The Immigration and Nationality Act’s 274A section requires that employers have an I-9 form, or Employment Eligibility Verification form, for all employees, U.S. citizens and not. There are best practices that can help you organize your I-9 forms, from where to place them to who should oversee them.
Here are eight tips for making sure your I-9 policies run smoothly, compiled with the help of Mona Movafaghi, an immigration attorney.
> Create a reminder system.
Have a reminder system in place so that when an employee’s visa is due to expire, you make sure you inspect the replacement document with the new date, which shows they can continue to work. Also, at that time, make sure you fill out Section 3 of their I-9 form, which calls for updates. If you need to verify it a third time, you can do it on a new form, but don’t throw out the original form. Simply attach the two.
> To copy documents or not?
Lawyers are split on whether to copy employees’ employment verification documents, but Movafaghi leans toward it. Some say that when you make copies, you could land yourself in trouble if the documents could be interpreted as fake.
However, “in my opinion, it’s a good idea to copy the document,” she says, because it shows good faith, and it proves that you were shown the document.
“But copy only what you need. If they have a passport, that’s enough,” she says. “Don’t start asking for more; that can be discrimination.”
> Be consistent.
If you decide to make copies of documents, be consistent.
“Everyone’s needs to be copied,” Movafaghi says, or no one. If you decide to change your policy, have it written down, post it and make sure that going forward, everyone is treated the same.
> Attach copies to the original.
Should you decide to make copies, attach the copy to the original I-9. Otherwise, it can be perceived as discrimination, because birthdates and other personal information are on the materials.
> Keep I-9s together.
Keep the I-9s together and not in employment files. Movafaghi suggests three-ring binders that are organized by month and year. That way, when an employee terminates, you can go back to the date of hire, put at the top when the termination occurred and place the I-9 in a termination binder under the date when it can be thrown away.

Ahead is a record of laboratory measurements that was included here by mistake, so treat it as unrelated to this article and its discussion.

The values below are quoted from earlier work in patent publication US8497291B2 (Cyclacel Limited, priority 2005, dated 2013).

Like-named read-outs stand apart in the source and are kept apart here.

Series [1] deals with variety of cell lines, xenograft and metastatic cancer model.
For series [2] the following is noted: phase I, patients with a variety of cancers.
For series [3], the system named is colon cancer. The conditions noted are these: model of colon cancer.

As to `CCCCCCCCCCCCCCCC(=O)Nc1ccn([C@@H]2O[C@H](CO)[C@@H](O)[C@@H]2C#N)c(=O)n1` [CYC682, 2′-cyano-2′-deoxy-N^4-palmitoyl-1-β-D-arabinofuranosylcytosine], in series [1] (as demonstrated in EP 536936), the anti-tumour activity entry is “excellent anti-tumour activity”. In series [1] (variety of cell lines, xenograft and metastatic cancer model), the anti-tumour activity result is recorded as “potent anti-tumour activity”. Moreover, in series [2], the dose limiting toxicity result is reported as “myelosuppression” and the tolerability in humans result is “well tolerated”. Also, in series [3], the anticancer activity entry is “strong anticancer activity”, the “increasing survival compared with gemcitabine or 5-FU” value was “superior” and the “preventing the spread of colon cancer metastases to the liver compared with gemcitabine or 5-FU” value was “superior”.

> When destroying I-9s, make sure to properly destroy them
When it’s time to get rid of an I-9, do it.
“Otherwise, it can be a liability if you made mistakes when it was filled out,” Movafaghi says. “Everyone thinks they did a great job filling them out, but what if they didn’t? Some people keep them forever. Why do you want to do this? There is nothing good that will come out of keeping them.”
> Know who to train.
Make sure more than one person is trained to handle I-9s, even at a small company.
“What if you hire someone and that person [who handles the I-9s] isn’t in the office?” Movafaghi asks.
The people who handle I-9s need to be trained and there needs to be a procedure manual.
> Do a periodic self-audit.
For a larger organization, do a sample audit, and if there are inconsistencies, you may want to execute a full audit and at least conduct further training. If changes are made on the I-9s, use a different color pen, include the name of the person making the correction and the date. Don’t destroy an incorrect I-9 and do not backdate.
“It wouldn’t hurt to have your attorney come in and help you,” Movafaghi says.